Precedence, salary, residence and privilegesEdit

The Chief Justice is ranked fourth in the order of precedence after the President, Prime Minister and the Speaker of the Parliament. From 1948 to 1978 the Speaker ranked third in the precedence after the Governor General/President and the Prime Minister. After the second amendment to the Republican Constitution in 1978, in which the Chief Justice was removed from the presidential line of succession; the Chief Justice gained his current position in the order of precedence.[7]

In 2016, the Chief Justice received a salary of Rs. 145,000 per month and an annual increment of Rs 7,250.[8] In addition, the Chief Justice can use the Chief Justice's House in Colombo and is entitled to an official vehicle which is usually a black Mercedes-Benz S-Class and security provided from the Judicial Security Division of the Sri Lanka Police. On retirement the Chief Justice is entitled to a pension and his wife and children are entitled to a W&OP entitlement under the Widows Widowers & Orphans Pension Act. As with other government department heads the Chief Justice his entitled to take ownership of the official vehicle he used in his tenure or the highest grade duty free permit to import a vehicle for use in retirement. As with other Judges of the Supreme Court, a former Chief Justice is bared from taking up a legal practice in the retirement.


Chief Justice like other supreme court judges wear scarlet gowns when attending court. On ceremonial occasions (such as ceremonial sittings of the Supreme Court) they would wear a scarlet gown, barrister's bands and mantle and a long wig.

List of Chief JusticesEdit

  • § Served as provisional
  • ¤ Chief Justice and President of the Council
  • ° Impeachment charges brought against
  • Elevated from Associate Justice
  • Died in office
  • Tenure demoted to de facto

Data based on:

  • A. Ranjit B. Amerasinghe|Amerasinghe, A. Ranjit B (1986), The Supreme Court of Sri Lanka: the first 185 years, Sarvodaya [9]
  • Chief Justices, 2009, Judicial Service Commission Secretariat[10]
# Chief Justice Province Took office Left office Elevated by
Chief Justice of Ceylon (1801-1972)
1 Codrington Edmund Carrington England March 1801 2 April 1806 North
2 Edmund Henry Lushington England 15 April 1807 1809 Maitland
3 Alexander Johnston¤ Scotland 6 November 1811 1819 Wilson
4 Ambrose Hardinge Giffard Ireland 8 April 1819 2 March 1827 Barnes
5 Richard Ottley 1 November 1827 1833
6 Sir Charles Marshall 18 February 1833 3 March 1836 Wilmot-Horton
7 Sir William Norris 27 April 1836 1837
8 Sir Anthony Oliphant Scotland 22 October 1838 1854 Stewart-Mackenzie
9 Sir William Ogle Carr England 17 April 1854 1856 Anderson
10 Sir William Carpenter Rowe 1857 1859 Ward
11 Sir Edward Shepherd Creasy England 27 March 1860 1875
12 William Hackett 3 February 1877 1877 Gregory
13 Sir John Budd Phear England 18 October 1877 1879 Longden
14 Richard Cayley England 1 October 1879 1882
15 Jacobus de Wet South Africa 31 May 1882 29 May 1883
16 Bruce Burnside Bahamas 21 May 1883 1893
17 John Winfield Bonser England 13 November 1893 1902 Havelock
18 Charles Layard Western Province 26 April 1902 18 June 1906 Ridgeway
19 Joseph Turner Hutchinson England 23 October 1906 1 May 1911 Blake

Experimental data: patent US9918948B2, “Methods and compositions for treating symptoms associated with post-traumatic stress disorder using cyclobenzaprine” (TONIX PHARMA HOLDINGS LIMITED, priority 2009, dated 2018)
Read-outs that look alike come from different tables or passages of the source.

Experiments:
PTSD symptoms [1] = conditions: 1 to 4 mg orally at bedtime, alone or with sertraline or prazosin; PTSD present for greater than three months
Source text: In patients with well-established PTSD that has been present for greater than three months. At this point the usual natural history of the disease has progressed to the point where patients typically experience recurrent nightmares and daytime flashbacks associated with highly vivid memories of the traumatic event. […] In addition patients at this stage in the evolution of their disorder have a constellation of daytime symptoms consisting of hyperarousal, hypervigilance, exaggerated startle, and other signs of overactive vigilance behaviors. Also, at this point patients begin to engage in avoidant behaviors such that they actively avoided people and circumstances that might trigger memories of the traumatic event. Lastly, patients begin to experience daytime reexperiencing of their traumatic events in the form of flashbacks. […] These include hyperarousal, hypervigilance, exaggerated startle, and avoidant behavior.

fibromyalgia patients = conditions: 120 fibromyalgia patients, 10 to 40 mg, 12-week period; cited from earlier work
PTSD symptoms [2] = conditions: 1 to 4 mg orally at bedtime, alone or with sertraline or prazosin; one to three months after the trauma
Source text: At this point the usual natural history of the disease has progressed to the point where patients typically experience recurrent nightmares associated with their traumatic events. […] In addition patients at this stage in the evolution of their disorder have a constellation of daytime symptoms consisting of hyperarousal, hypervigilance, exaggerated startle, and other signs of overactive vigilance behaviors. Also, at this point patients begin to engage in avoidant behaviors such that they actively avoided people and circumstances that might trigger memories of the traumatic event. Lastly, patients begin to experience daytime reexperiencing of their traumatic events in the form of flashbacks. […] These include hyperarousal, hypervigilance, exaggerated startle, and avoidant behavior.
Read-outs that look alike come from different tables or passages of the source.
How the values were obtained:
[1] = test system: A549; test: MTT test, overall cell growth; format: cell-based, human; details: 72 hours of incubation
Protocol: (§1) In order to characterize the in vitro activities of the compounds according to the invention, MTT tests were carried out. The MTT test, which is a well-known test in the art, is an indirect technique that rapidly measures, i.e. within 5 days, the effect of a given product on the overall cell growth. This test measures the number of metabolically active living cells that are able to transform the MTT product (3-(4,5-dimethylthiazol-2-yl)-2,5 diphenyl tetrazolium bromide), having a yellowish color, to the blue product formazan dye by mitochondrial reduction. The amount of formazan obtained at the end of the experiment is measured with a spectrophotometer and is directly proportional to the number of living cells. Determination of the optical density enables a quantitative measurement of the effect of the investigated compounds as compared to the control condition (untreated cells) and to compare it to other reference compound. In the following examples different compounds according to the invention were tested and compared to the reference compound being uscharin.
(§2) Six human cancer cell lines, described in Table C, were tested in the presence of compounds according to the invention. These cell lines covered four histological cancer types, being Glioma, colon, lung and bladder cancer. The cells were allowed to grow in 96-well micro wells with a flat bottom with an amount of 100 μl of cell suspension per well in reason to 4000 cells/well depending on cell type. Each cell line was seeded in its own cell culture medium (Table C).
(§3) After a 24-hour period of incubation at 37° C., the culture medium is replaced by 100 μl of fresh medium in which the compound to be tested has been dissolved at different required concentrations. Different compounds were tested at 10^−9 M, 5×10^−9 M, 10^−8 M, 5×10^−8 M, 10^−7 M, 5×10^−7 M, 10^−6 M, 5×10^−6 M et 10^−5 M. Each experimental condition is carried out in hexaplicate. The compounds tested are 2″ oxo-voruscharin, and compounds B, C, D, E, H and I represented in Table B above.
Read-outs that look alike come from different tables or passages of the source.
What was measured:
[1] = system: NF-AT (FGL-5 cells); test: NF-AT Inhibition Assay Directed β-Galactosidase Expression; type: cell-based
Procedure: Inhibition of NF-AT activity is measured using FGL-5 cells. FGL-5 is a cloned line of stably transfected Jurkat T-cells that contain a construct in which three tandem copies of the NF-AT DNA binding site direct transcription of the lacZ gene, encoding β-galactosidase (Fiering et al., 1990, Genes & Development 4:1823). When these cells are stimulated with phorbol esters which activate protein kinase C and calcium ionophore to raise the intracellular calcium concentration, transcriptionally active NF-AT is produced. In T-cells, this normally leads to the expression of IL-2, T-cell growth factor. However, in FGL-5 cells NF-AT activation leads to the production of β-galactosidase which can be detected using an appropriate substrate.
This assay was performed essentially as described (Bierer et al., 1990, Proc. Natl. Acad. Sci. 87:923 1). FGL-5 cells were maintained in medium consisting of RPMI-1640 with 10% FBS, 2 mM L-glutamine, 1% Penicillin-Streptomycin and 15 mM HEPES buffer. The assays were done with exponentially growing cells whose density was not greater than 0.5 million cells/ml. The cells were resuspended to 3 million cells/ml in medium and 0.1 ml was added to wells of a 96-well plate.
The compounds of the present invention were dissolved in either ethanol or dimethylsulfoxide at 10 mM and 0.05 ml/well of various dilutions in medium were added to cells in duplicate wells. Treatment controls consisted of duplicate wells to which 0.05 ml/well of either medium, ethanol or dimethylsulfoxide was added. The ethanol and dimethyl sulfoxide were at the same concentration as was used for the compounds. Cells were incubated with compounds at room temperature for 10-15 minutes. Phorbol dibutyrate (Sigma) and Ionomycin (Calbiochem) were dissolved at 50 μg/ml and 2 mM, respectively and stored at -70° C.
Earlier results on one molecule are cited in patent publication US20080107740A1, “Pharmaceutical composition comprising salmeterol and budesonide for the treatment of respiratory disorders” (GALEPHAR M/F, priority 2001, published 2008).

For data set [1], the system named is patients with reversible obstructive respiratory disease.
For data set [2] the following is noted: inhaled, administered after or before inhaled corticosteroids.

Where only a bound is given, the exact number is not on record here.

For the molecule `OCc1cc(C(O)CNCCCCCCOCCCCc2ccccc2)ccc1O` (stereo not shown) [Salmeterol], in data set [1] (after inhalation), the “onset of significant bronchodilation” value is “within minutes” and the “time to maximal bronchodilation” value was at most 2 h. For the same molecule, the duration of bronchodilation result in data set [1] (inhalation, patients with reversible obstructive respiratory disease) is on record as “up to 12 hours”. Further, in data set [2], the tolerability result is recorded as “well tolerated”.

20 Alfred Lascelles England 1 May 1911 1914 McCallum
21 Sir Alexander Wood Renton 22 August 1914 1918 Chalmers
22 Anton Bertram England 26 July 1918 1925 Anderson
23 Sir Charles Ernest St. John Branch 3 July 1925 25 May 1926 Manning
24 Sir Stanley Fisher 11 December 1926 1930 Clifford
25 Sir Philip James Macdonell 3 October 1930 1936 Thomson
26 Sir Sidney Abrahams England 3 July 1936 December 1939 Stubbs
27 John Curtois Howard 1 December 1939 1949 Caldecott
28 Arthur Wijewardena 15 January 1949 1950 Moore
29 Sir Edward Jayetileke 1950 11 October 1951
30 Alan Rose England 11 October 1951 1956
31 Hema Henry Basnayake 1 January 1956 3 August 1964 Viscount Soulbury
32 Miliani Sansoni 3 August 1964 17 November 1966 Gopallawa
33 Hugh Fernando 20 November 1966 17 November 1973
Chief Justice of Sri Lanka (1972–present)
34 Gardiye Punchihewage Amaraseela Silva 1973 1974 Gopallawa
35 Victor Tennekoon Central Province 1 January 1974 8 September 1977
36 Neville Samarakoon° 1977 21 October 1984 Jayewardene
37 Suppiah Sharvananda Northern Province 29 October 1984 1988
38 Parinda Ranasinghe 1988 1991
39 Herbert Thambiah Northern Province 1991 Premadasa
40 G. P. S. de Silva 1991 1999
41 Sarath N. Silva 16 September 1999 7 June 2009 Kumaratunga
42 Asoka de Silva 8 June 2009 17 May 2011 Rajapaksa
43 Shirani Bandaranayake° North Western Province 18 May 2011 13 January 2013
Mohan Peiris 15 January 2013 28 January 2015
43 Shirani Bandaranayake North Western Province 28 January 2015 29 January 2015 Sirisena
44 Kanagasabapathy Sripavan Northern Province 30 January 2015 28 February 2017
45 Priyasath Dep Western Province 2 March 2017 12 October 2018
46 Nalin Perera 12 October 2018 29 April 2019
47 Jayantha Jayasuriya 29 April 2019 Present

See alsoEdit


  1. ^ "History of Supreme Court". Supreme Court of Sri Lanka. Retrieved 17 November 2013.
  2. ^ Crabtree, James (15 January 2013). "Sri Lanka appoints new chief justice". Financial Times.
  3. ^ Francis, Krishan (15 January 2013). "Sri Lankan leader replaces chief justice with ally". The Guardian/Associated Press.
  4. ^ a b c "Chapter XV - The Judiciary". Constitution of Sri Lanka. Archived from the original on 15 December 2017. Retrieved 17 November 2013.
  5. ^ "Fourth Schedule". Constitution of Sri Lanka. Archived from the original on 3 February 2003. Retrieved 17 November 2013.
  6. ^ "Chapter XVIIA". Constitution of Sri Lanka. Archived from the original on 3 November 2013. Retrieved 17 November 2013.
  7. ^ a b The Constitution of the Democratic Socialist Republic of Sri Lanka
  8. ^ Pay hikes for Chief Justice, puisne judges and Court of Appeal judges and president
  9. ^ Amerasinghe, A. Ranjit B (1986), The Supreme Court of Sri Lanka : the first 185 years, Sarvodaya Book Pub. Services, ISBN 978-955-599-000-4
  10. ^ "Overview". Judicial Service Commission Secretariat. Archived from the original on 19 October 2013. Retrieved 19 October 2013.

External linksEdit